Self Release

Ysgaroth – Storm Over a Black Sea Review

Ysgaroth – Storm Over a Black Sea Review

Ysgaroth is a “progressive extreme metal” band from Vancouver, their self-released Storm Over a Black Sea being their debut. While I’ve never entirely understood the phrase “extreme metal,” these Canucks throw everything and the kitchen sink into their poutine platter: black metal shrieks and tremolo, thrashy riffs, hardcore drumming, technical noodling, and avant-garde post-metal/sludge strangeness for a multi-car pileup with multiple fatalities.” Frequent wind.

Memoremains – The Cost of Greatness Review

Memoremains – The Cost of Greatness Review

“Pop metal. Sure. Why not. Sorry, hang on, I missed a crucial detail there. Finnish pop metal. Sure! Why not? Frankly, as much as I may have misgivings about the style, pop is generally meant to be a cheery style and right now I could use some cheer, because this month has seriously sucked on just about every level and, frankly, I’m getting tired of catharsis. So I’m turning away from doom for a second, turning up the speakers, loading up The Cost of Greatness, and am ready for my self-prescribed dose of artificial happiness (non-drug category). So bring it on, Memoremains. Bring. It. On.” The price of happiness.

Helion Prime – Question Everything Review

Helion Prime – Question Everything Review

“Revisiting Helion Prime‘s Terror of the Cybernetic Space Monster in preparation for their new record was like listening to it for the first time all over again. Though no worse than I remembered, it is every bit as forgettable now as I had scribed in 2018, with the pain of its disappointment in 2020 only dulled by further proximity from the band’s stellar self-titled debut.” Pain, Prime, and power,

Harmonize – Warrior in the Night Review

Harmonize – Warrior in the Night Review

“There is a fine line between cringe and cheese. The latter is a savory substance that has embalmed many a God of Metal throughout the ages, and while the former can be bewitching in some of its shapes, it’s all the same loathed by most of us. Cheese is a crucial ingredient to all metal that I love, and of late I find that my desire for that silky, golden mass has become more and more difficult to satiate. Just as my craving was reaching peak levels and I hurried to spin Manowar’s “Sons of Odin” for the 666th time, the rattle of the promo bin beg I pay heed.” Sing for your steel!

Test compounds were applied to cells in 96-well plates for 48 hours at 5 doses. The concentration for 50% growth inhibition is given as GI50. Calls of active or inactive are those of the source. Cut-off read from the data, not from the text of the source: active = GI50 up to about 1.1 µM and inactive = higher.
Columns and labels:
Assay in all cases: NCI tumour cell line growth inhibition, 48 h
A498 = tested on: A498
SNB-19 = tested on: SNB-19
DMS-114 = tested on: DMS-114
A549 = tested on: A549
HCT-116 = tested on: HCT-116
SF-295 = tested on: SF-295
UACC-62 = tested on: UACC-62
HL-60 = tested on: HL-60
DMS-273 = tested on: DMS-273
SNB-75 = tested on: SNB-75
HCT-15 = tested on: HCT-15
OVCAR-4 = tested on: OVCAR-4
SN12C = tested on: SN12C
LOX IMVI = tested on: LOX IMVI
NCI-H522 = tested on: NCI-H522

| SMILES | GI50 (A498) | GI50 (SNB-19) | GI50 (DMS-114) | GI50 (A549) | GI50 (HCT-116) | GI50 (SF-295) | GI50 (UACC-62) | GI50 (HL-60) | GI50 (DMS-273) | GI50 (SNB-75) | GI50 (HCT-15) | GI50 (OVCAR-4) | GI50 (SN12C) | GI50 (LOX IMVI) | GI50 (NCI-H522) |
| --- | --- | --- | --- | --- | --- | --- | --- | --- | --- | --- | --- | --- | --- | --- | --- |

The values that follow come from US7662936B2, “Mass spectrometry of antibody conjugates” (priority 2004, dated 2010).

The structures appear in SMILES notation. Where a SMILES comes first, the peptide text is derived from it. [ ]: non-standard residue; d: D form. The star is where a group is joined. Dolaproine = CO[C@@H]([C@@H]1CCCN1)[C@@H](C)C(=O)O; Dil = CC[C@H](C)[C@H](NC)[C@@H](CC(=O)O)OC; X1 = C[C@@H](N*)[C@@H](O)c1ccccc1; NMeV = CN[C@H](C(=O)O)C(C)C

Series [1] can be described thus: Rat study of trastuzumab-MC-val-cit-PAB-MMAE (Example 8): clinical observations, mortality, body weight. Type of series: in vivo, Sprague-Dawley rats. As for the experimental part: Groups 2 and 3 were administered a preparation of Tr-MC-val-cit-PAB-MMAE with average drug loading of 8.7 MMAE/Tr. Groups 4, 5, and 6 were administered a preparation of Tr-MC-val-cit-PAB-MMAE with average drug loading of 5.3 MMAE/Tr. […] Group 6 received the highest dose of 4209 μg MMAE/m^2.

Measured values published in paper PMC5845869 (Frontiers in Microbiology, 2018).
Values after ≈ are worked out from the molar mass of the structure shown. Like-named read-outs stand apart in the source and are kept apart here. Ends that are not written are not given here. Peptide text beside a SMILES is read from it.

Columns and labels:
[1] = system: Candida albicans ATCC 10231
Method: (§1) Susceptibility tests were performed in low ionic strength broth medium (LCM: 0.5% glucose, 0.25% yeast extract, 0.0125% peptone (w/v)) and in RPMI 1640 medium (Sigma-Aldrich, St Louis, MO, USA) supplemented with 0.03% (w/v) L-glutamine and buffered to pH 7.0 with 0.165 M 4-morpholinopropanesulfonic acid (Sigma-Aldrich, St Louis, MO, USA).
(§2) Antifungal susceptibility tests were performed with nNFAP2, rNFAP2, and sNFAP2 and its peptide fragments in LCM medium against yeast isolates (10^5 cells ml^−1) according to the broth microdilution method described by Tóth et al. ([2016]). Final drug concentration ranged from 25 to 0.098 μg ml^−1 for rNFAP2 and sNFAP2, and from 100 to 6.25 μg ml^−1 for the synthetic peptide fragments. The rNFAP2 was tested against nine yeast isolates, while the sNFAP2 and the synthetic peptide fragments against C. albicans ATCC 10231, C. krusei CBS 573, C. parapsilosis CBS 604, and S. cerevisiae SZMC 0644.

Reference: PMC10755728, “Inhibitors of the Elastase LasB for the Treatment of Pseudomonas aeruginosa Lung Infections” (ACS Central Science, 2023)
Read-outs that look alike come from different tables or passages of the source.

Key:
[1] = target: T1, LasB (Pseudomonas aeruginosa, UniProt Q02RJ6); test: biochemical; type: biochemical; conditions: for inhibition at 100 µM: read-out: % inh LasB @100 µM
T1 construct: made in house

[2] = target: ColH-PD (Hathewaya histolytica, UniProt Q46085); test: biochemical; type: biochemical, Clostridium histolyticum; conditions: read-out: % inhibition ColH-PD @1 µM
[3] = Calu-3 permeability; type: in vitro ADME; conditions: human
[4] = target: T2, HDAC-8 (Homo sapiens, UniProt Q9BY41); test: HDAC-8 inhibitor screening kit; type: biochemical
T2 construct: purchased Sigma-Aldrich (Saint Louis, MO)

Hark From The Tomb – Let Them Die Review

Hark From The Tomb – Let Them Die Review

“Unlike most other genres, metal has made hating humanity a part of its quirky charm. Black metal in particular has turned the distaste for all things carbon-based into a truly terrifying art form. It’s no surprise then that Hark From the Tomb, an anonymous Swedish duo who play a prehistoric form of old school black metal, was formed solely to express their shared disgust for their fellow bipedal lifeforms.” Hark, the hateful angels sing.

Recorruptor – The Funeral Corridor Review

Recorruptor – The Funeral Corridor Review

“We interrupt the regularly scheduled program to bring you something much better. I am the mighty Kronos, Master of Br00tality, and I listen to things that most metalheads wouldn’t even calI music. I can alliterally alliterate alliteration all day long and I know everything there is to know about the feeding and breeding tendencies of every fucking kind of animal that has ever or will ever live. I eat power metal loving weenies like Holdeneye for breakfast, and I fucking did it — I ate him for breakfast.” Chain of foods.

Awake by Design – Awake by Design Review

Awake by Design – Awake by Design Review

“Progressive power metal is a challenging genre to really nail. If you go too light, it feels insubstantial and sugary. Go too heavy on the prog and tech aspects and you lose accessibility. U.K.s Awake by Design have been refining and developing their sound since 2009, and on their self-titled third album they treat you to an hour and 17 minutes of melodic prog-power with nods to Kamelot and Pyramaze.” Sleep waking.

Cancer – Opioid Review

Cancer – Opioid Review

“It’s not often that depressive black metal comes across my desk, but when it does, I relish the opportunity to sink my teeth into it. The primality of black metal lends itself really well to the expression of misery in a way that other genres of music just don’t. So news of Cancer’s second full-length release, Opioid made me, paradoxically, happy.” Misery loves Cancer.